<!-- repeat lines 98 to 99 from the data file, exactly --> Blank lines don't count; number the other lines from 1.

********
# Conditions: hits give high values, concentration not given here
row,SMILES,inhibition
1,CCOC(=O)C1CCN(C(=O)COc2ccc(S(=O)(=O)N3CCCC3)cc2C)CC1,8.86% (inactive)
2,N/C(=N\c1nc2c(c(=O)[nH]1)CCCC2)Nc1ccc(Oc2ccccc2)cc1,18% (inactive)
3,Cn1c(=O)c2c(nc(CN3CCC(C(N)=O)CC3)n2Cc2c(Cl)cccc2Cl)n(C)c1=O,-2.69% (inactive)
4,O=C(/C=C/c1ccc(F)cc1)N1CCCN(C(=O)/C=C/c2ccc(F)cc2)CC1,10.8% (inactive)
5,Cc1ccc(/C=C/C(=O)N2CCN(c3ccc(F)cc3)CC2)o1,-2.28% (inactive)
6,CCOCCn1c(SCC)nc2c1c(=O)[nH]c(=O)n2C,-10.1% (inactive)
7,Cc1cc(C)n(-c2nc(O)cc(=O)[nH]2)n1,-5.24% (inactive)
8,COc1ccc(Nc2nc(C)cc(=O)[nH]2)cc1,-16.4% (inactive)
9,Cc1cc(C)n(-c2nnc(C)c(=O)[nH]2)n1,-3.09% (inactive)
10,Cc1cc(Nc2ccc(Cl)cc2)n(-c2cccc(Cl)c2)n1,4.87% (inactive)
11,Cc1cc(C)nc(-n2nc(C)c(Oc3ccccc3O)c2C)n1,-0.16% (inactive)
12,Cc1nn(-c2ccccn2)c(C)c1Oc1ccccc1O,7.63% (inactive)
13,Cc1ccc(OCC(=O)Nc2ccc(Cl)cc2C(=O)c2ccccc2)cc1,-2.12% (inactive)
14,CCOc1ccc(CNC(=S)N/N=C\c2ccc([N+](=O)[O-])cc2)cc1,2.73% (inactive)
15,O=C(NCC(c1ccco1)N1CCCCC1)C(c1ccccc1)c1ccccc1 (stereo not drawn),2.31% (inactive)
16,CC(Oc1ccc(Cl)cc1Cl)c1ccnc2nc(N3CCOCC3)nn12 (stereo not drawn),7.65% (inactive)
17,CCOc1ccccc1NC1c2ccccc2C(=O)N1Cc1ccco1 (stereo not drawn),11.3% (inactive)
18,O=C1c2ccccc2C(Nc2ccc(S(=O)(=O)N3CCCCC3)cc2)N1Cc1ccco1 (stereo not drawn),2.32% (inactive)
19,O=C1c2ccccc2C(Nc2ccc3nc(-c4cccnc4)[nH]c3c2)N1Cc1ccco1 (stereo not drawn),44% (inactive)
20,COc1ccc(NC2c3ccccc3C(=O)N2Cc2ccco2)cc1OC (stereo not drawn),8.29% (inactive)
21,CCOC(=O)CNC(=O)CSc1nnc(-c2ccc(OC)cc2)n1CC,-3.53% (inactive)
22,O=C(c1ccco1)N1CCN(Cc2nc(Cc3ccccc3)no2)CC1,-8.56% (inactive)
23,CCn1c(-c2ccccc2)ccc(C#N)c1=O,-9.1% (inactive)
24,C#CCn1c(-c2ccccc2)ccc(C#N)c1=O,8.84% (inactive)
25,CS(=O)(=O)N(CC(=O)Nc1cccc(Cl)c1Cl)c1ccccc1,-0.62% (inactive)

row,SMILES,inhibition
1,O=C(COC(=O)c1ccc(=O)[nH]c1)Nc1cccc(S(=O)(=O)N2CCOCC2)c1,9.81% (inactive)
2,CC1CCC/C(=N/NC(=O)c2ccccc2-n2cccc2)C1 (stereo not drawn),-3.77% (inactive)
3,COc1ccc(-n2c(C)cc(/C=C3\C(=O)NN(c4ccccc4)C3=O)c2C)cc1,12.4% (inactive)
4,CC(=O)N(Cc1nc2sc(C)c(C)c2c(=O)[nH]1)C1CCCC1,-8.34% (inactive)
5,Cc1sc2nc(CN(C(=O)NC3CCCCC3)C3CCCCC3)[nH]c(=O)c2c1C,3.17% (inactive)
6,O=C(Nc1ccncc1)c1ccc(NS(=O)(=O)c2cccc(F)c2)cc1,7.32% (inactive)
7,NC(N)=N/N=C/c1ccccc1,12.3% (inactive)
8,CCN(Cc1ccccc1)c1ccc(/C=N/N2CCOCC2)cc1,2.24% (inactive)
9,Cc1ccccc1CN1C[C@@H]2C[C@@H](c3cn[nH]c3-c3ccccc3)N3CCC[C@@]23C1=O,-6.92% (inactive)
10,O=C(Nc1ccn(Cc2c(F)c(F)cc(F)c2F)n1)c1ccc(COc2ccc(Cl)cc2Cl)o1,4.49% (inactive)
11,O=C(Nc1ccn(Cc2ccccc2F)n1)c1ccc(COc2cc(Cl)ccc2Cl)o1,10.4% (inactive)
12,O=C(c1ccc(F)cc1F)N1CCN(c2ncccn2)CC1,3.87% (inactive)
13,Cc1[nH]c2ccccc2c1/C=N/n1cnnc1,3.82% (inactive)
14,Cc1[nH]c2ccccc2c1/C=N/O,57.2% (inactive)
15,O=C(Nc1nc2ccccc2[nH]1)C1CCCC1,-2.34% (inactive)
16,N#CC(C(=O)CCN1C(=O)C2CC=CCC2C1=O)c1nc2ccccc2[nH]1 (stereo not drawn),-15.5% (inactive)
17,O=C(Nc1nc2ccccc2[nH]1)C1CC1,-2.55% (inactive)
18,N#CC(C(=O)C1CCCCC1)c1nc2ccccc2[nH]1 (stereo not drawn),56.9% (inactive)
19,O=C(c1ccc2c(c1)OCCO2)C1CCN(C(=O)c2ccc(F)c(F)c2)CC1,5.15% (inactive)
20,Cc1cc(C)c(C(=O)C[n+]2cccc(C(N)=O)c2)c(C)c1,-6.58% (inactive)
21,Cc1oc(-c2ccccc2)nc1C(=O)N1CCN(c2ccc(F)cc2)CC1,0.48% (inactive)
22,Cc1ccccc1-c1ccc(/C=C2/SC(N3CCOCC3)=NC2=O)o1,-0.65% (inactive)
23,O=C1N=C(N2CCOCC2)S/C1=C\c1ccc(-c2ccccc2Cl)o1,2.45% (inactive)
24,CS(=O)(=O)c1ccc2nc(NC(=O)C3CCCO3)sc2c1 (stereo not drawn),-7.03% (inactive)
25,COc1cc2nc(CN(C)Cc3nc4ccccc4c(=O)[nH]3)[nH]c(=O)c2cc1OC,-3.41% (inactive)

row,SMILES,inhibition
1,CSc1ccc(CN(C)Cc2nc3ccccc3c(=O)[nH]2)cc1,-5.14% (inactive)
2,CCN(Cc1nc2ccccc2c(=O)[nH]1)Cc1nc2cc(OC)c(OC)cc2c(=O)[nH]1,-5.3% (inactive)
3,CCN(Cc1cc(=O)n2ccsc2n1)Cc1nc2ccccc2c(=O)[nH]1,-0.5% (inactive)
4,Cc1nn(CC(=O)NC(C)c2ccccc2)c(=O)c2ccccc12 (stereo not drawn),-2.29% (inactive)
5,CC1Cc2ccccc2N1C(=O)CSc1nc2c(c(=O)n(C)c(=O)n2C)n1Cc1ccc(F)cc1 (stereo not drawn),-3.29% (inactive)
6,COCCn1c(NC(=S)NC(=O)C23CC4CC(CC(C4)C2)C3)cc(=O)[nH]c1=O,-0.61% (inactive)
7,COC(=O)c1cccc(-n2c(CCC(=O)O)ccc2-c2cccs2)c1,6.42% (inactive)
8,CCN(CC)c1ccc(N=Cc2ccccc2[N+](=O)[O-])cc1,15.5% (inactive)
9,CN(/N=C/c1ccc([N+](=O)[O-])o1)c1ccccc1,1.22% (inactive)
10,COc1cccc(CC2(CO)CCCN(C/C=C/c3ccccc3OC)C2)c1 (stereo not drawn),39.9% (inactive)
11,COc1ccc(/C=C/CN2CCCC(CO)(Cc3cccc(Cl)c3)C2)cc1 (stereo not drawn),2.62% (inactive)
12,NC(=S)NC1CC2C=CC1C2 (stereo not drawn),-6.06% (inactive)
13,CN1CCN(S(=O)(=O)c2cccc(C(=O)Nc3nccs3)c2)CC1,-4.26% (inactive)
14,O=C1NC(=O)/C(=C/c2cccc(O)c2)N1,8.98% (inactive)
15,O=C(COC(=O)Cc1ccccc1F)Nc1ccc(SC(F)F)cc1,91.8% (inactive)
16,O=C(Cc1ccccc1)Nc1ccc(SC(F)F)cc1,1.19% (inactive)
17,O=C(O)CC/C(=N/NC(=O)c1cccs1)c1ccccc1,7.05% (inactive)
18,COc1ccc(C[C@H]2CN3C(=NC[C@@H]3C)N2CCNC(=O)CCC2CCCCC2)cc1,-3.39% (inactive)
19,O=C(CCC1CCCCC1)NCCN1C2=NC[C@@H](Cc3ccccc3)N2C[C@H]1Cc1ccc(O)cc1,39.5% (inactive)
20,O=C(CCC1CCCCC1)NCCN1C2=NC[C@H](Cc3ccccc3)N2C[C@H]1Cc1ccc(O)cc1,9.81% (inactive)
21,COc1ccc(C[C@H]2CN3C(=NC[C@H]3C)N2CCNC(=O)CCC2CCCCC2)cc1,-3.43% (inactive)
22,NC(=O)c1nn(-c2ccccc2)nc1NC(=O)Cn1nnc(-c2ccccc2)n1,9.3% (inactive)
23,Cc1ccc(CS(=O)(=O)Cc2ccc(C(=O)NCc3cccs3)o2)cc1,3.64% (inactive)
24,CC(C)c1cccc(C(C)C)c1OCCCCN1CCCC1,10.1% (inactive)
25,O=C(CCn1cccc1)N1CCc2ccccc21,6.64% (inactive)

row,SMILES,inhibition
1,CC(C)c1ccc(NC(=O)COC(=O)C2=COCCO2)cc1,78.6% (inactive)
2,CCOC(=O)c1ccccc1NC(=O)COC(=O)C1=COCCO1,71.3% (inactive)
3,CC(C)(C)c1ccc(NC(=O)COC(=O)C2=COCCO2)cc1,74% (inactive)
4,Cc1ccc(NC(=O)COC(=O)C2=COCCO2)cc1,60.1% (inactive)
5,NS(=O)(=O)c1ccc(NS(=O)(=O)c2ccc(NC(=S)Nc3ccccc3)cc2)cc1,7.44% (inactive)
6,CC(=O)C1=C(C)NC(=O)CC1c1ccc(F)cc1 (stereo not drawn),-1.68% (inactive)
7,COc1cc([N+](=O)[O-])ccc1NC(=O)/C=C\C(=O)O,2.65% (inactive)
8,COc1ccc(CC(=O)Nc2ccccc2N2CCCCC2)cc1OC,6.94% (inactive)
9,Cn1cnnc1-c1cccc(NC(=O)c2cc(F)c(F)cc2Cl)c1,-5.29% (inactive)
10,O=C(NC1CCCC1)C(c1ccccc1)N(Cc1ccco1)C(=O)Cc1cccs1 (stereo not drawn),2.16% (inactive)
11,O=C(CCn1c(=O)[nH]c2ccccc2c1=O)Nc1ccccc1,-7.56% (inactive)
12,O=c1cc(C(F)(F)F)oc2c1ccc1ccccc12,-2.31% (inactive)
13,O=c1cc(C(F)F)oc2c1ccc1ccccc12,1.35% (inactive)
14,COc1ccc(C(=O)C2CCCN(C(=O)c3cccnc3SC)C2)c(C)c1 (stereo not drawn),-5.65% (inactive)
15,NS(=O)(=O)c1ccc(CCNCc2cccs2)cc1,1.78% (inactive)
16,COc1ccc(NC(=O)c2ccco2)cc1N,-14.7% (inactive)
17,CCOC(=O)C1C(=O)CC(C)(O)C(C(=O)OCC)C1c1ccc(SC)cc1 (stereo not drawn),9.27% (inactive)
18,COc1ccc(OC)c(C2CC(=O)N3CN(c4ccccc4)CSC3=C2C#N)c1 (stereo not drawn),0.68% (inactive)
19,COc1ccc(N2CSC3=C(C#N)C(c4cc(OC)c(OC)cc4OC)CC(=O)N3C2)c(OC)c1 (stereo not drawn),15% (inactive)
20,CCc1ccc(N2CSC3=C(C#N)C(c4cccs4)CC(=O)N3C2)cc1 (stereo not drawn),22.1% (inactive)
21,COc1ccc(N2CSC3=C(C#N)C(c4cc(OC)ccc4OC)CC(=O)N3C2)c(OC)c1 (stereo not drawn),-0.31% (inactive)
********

18,COc1ccc(OC)c(C2CC(=O)N3CN(c4ccccc4)CSC3=C2C#N)c1 (stereo not drawn),0.68% (inactive)
19,COc1ccc(N2CSC3=C(C#N)C(c4cc(OC)c(OC)cc4OC)CC(=O)N3C2)c(OC)c1 (stereo not drawn),15% (inactive)